Brimham Moor in North Yorkshire, England is where you will find some of the strangest rock formations in England. Contorted and otherworldly, these natural sculptures have, over the years, been given names such as The Lovers, the Druid’s Writing Desk, The Sphinx, The Watchdog and The Dancing Bear.
The Māoris were the first to find the strangely spherical Moeraki Boulders of Koekohe Beach and believed that they could be the eel baskets, calabashes and kumara washed ashore from the wreck of Arai-te-uru.
Located seven kilometres from Letnitsa and 15 kilometres northeast of Lovech, near the Bulgarian village of Devetaki, is the gigantic, mysterious and generally extraordinary Devetashka Cave.
Located just off the coast of Biscay, in the Basque region of Spain, is the exceptional islet of Gaztelugatxe crowned by the hermitage of Gaztelugatxeko Doniene. The island is beautiful, the setting inspiring but what makes this place so special is the incredible walkway and stairs that take visitors from the mainland to the hermitage.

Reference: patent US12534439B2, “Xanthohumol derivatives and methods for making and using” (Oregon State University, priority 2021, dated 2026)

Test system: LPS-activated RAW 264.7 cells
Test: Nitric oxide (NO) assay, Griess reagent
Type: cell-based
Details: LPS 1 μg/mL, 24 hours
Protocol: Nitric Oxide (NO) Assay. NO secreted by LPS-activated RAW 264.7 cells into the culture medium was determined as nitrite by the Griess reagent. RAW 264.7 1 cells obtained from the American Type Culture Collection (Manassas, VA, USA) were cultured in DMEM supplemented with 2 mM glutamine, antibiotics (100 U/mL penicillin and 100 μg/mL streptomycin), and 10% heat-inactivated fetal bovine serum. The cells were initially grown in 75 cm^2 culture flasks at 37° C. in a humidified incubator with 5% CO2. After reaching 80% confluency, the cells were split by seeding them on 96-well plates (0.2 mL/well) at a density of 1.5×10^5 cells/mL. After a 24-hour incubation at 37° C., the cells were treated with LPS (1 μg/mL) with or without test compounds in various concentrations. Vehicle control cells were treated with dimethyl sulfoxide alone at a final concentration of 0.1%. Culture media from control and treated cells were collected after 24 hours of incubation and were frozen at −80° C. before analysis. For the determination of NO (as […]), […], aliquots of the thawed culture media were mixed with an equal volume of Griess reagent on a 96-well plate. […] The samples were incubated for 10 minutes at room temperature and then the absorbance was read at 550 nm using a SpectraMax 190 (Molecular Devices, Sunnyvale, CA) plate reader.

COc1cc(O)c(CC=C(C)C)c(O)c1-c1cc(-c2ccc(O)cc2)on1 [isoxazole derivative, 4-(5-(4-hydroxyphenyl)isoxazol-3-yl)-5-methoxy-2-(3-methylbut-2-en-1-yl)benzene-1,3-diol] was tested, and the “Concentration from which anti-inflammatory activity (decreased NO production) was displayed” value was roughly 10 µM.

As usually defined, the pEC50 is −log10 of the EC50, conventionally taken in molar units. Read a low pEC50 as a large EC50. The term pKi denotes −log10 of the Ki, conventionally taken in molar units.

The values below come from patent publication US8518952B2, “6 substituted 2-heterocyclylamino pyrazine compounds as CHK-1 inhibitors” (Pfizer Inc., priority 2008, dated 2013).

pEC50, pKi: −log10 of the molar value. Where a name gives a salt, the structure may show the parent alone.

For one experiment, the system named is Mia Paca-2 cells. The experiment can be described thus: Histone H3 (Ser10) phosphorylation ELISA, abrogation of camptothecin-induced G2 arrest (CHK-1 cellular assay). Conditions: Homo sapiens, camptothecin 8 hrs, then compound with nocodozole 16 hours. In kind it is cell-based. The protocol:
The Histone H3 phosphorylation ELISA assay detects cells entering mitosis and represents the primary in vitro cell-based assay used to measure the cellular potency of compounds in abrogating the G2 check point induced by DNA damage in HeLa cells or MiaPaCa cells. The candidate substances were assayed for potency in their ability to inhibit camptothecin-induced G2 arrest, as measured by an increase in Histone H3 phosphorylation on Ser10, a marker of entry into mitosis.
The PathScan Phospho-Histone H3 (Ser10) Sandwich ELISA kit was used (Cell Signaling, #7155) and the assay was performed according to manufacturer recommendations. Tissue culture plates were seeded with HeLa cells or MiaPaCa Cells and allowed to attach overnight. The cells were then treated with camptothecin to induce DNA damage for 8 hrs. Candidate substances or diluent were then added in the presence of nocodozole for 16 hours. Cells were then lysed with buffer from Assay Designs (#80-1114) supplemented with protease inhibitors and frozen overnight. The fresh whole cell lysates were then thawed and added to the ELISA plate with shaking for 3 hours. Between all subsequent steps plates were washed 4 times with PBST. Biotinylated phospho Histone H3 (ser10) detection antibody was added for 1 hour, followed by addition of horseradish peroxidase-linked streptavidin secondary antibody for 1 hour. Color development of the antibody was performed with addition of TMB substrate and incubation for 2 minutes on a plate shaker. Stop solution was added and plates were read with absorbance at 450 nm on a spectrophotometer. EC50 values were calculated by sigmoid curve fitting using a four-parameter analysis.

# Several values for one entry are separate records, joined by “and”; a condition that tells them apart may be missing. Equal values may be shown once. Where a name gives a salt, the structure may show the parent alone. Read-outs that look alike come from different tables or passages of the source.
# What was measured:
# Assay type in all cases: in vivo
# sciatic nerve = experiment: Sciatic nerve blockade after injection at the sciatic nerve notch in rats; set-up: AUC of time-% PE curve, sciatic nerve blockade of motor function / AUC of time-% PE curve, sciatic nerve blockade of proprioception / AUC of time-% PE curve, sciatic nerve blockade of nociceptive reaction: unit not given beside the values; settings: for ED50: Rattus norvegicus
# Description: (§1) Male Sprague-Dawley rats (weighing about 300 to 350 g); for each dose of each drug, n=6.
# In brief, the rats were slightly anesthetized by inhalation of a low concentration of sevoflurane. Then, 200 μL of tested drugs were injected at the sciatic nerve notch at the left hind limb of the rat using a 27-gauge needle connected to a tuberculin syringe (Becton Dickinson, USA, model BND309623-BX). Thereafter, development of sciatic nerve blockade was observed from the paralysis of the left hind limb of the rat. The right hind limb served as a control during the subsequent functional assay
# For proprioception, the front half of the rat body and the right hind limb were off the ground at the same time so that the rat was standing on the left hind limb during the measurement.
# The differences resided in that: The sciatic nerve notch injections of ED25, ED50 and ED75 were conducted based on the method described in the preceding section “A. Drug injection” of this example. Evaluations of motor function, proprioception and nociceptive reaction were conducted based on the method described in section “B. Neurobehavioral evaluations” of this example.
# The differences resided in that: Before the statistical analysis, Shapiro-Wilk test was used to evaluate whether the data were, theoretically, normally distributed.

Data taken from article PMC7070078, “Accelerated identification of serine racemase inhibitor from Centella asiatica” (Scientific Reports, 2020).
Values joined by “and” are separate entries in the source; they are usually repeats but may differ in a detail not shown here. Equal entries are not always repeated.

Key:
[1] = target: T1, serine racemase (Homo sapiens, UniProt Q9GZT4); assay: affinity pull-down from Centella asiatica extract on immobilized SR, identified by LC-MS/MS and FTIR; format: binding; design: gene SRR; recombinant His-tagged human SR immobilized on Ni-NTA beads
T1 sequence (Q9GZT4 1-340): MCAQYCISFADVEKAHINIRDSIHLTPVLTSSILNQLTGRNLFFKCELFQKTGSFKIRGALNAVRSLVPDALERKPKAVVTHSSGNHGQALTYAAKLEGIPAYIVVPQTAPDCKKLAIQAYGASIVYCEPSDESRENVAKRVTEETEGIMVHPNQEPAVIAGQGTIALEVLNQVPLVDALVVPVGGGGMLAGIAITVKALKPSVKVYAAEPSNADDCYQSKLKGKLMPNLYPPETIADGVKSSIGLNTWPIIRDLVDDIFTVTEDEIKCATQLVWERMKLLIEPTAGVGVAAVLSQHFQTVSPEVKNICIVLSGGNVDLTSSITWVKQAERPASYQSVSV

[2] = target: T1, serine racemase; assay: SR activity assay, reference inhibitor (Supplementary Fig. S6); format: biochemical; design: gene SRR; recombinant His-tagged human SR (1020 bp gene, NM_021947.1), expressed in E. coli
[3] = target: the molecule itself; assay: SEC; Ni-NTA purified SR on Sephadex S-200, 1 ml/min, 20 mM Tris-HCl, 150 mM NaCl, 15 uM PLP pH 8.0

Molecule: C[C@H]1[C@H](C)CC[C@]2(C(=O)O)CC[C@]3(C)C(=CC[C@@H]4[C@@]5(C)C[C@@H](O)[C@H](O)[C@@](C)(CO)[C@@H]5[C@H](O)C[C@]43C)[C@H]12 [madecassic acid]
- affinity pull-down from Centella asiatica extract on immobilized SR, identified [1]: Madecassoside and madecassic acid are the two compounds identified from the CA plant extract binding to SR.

Perched on the edge a mountain cliff and divided in two by a spectacular gorge, is the small but ancient city of Ronda. Located in the Andalusia region of Spain, the area near Ronda was first settled in prehistoric times and the rock paintings of Cueva de la Pileta have been dated to the Neolithic period with some identified as being around 20,000 years old.
Yehliu Geopark is an area of outstanding geological importance and is famous for its concentration of curious rock formations rarely found together anywhere else in the world. The park itself is almost entirely located on a small peninsula that juts a little over a mile into the sea. It’s located on the north coast of Taiwan near to the town of Wanli and around 21 miles, by road, from the capital city Taipei.
The Padirac Chasm (Cave) is one of the most impressive natural wonders of France and although it is widely visited by the French themselves, it remains little known outside of the country.